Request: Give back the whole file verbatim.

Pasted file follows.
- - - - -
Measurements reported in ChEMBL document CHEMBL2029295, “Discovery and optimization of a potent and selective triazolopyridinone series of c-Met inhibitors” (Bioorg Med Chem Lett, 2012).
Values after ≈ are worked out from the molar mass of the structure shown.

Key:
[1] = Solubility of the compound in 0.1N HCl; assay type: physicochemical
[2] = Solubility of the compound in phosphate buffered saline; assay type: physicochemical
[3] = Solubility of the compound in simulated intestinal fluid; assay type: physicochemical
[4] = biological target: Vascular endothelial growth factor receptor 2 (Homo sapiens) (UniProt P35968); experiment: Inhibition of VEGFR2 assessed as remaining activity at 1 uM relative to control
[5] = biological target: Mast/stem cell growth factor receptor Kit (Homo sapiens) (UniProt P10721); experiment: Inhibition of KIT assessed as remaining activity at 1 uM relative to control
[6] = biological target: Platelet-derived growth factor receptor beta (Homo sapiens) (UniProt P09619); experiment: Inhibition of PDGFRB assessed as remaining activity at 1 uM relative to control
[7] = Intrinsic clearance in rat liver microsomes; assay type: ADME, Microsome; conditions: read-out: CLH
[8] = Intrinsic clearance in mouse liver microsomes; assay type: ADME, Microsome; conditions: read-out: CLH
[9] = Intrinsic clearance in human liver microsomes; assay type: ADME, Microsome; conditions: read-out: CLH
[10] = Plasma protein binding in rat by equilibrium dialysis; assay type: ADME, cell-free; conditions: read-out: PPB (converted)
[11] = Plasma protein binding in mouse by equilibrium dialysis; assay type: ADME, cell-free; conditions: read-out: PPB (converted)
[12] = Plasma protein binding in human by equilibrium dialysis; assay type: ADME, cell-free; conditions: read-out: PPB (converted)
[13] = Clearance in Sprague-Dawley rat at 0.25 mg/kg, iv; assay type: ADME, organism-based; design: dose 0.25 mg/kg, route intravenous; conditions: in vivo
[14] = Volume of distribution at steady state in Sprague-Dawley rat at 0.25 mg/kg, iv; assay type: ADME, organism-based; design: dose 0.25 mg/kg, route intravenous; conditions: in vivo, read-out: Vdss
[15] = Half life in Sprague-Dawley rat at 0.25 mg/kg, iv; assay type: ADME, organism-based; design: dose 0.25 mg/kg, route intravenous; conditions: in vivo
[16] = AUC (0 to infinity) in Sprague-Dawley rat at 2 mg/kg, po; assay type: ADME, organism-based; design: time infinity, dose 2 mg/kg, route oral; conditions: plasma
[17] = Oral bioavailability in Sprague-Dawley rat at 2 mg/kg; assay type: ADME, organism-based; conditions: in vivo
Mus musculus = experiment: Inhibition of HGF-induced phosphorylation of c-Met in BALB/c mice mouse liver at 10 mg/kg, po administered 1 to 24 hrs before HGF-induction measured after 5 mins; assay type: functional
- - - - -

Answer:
Measurements reported in ChEMBL document CHEMBL2029295, “Discovery and optimization of a potent and selective triazolopyridinone series of c-Met inhibitors” (Bioorg Med Chem Lett, 2012).
Values after ≈ are worked out from the molar mass of the structure shown.

Key:
[1] = Solubility of the compound in 0.1N HCl; assay type: physicochemical
[2] = Solubility of the compound in phosphate buffered saline; assay type: physicochemical
[3] = Solubility of the compound in simulated intestinal fluid; assay type: physicochemical
[4] = biological target: Vascular endothelial growth factor receptor 2 (Homo sapiens) (UniProt P35968); experiment: Inhibition of VEGFR2 assessed as remaining activity at 1 uM relative to control
[5] = biological target: Mast/stem cell growth factor receptor Kit (Homo sapiens) (UniProt P10721); experiment: Inhibition of KIT assessed as remaining activity at 1 uM relative to control
[6] = biological target: Platelet-derived growth factor receptor beta (Homo sapiens) (UniProt P09619); experiment: Inhibition of PDGFRB assessed as remaining activity at 1 uM relative to control
[7] = Intrinsic clearance in rat liver microsomes; assay type: ADME, Microsome; conditions: read-out: CLH
[8] = Intrinsic clearance in mouse liver microsomes; assay type: ADME, Microsome; conditions: read-out: CLH
[9] = Intrinsic clearance in human liver microsomes; assay type: ADME, Microsome; conditions: read-out: CLH
[10] = Plasma protein binding in rat by equilibrium dialysis; assay type: ADME, cell-free; conditions: read-out: PPB (converted)
[11] = Plasma protein binding in mouse by equilibrium dialysis; assay type: ADME, cell-free; conditions: read-out: PPB (converted)
[12] = Plasma protein binding in human by equilibrium dialysis; assay type: ADME, cell-free; conditions: read-out: PPB (converted)
[13] = Clearance in Sprague-Dawley rat at 0.25 mg/kg, iv; assay type: ADME, organism-based; design: dose 0.25 mg/kg, route intravenous; conditions: in vivo
[14] = Volume of distribution at steady state in Sprague-Dawley rat at 0.25 mg/kg, iv; assay type: ADME, organism-based; design: dose 0.25 mg/kg, route intravenous; conditions: in vivo, read-out: Vdss
[15] = Half life in Sprague-Dawley rat at 0.25 mg/kg, iv; assay type: ADME, organism-based; design: dose 0.25 mg/kg, route intravenous; conditions: in vivo
[16] = AUC (0 to infinity) in Sprague-Dawley rat at 2 mg/kg, po; assay type: ADME, organism-based; design: time infinity, dose 2 mg/kg, route oral; conditions: plasma
[17] = Oral bioavailability in Sprague-Dawley rat at 2 mg/kg; assay type: ADME, organism-based; conditions: in vivo
Mus musculus = experiment: Inhibition of HGF-induced phosphorylation of c-Met in BALB/c mice mouse liver at 10 mg/kg, po administered 1 to 24 hrs before HGF-induction measured after 5 mins; assay type: functional